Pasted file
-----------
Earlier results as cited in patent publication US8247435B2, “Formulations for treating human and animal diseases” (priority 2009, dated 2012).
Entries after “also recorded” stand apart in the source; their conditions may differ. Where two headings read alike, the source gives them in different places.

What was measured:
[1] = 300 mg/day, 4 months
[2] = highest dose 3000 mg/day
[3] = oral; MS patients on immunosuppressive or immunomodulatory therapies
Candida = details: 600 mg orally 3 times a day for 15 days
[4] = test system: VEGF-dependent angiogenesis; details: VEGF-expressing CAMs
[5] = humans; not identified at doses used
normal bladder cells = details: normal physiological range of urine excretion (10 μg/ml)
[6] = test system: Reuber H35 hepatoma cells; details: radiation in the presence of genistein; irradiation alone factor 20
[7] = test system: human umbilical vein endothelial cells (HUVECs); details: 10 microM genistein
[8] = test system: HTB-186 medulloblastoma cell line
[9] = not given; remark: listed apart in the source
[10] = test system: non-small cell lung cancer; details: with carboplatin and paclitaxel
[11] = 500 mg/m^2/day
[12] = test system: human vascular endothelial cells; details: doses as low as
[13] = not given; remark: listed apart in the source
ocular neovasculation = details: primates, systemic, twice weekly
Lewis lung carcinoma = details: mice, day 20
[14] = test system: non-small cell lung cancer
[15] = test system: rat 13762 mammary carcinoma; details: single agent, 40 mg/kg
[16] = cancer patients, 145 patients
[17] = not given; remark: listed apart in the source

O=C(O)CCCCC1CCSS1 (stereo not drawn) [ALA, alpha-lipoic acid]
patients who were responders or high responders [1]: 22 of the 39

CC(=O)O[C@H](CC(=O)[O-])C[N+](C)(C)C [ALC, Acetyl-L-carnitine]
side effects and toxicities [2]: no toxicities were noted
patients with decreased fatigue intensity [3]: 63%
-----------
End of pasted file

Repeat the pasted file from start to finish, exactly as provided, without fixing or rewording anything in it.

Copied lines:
Earlier results as cited in patent publication US8247435B2, “Formulations for treating human and animal diseases” (priority 2009, dated 2012).
Entries after “also recorded” stand apart in the source; their conditions may differ. Where two headings read alike, the source gives them in different places.

What was measured:
[1] = 300 mg/day, 4 months
[2] = highest dose 3000 mg/day
[3] = oral; MS patients on immunosuppressive or immunomodulatory therapies
Candida = details: 600 mg orally 3 times a day for 15 days
[4] = test system: VEGF-dependent angiogenesis; details: VEGF-expressing CAMs
[5] = humans; not identified at doses used
normal bladder cells = details: normal physiological range of urine excretion (10 μg/ml)
[6] = test system: Reuber H35 hepatoma cells; details: radiation in the presence of genistein; irradiation alone factor 20
[7] = test system: human umbilical vein endothelial cells (HUVECs); details: 10 microM genistein
[8] = test system: HTB-186 medulloblastoma cell line
[9] = not given; remark: listed apart in the source
[10] = test system: non-small cell lung cancer; details: with carboplatin and paclitaxel
[11] = 500 mg/m^2/day
[12] = test system: human vascular endothelial cells; details: doses as low as
[13] = not given; remark: listed apart in the source
ocular neovasculation = details: primates, systemic, twice weekly
Lewis lung carcinoma = details: mice, day 20
[14] = test system: non-small cell lung cancer
[15] = test system: rat 13762 mammary carcinoma; details: single agent, 40 mg/kg
[16] = cancer patients, 145 patients
[17] = not given; remark: listed apart in the source

O=C(O)CCCCC1CCSS1 (stereo not drawn) [ALA, alpha-lipoic acid]
patients who were responders or high responders [1]: 22 of the 39

CC(=O)O[C@H](CC(=O)[O-])C[N+](C)(C)C [ALC, Acetyl-L-carnitine]
side effects and toxicities [2]: no toxicities were noted
patients with decreased fatigue intensity [3]: 63%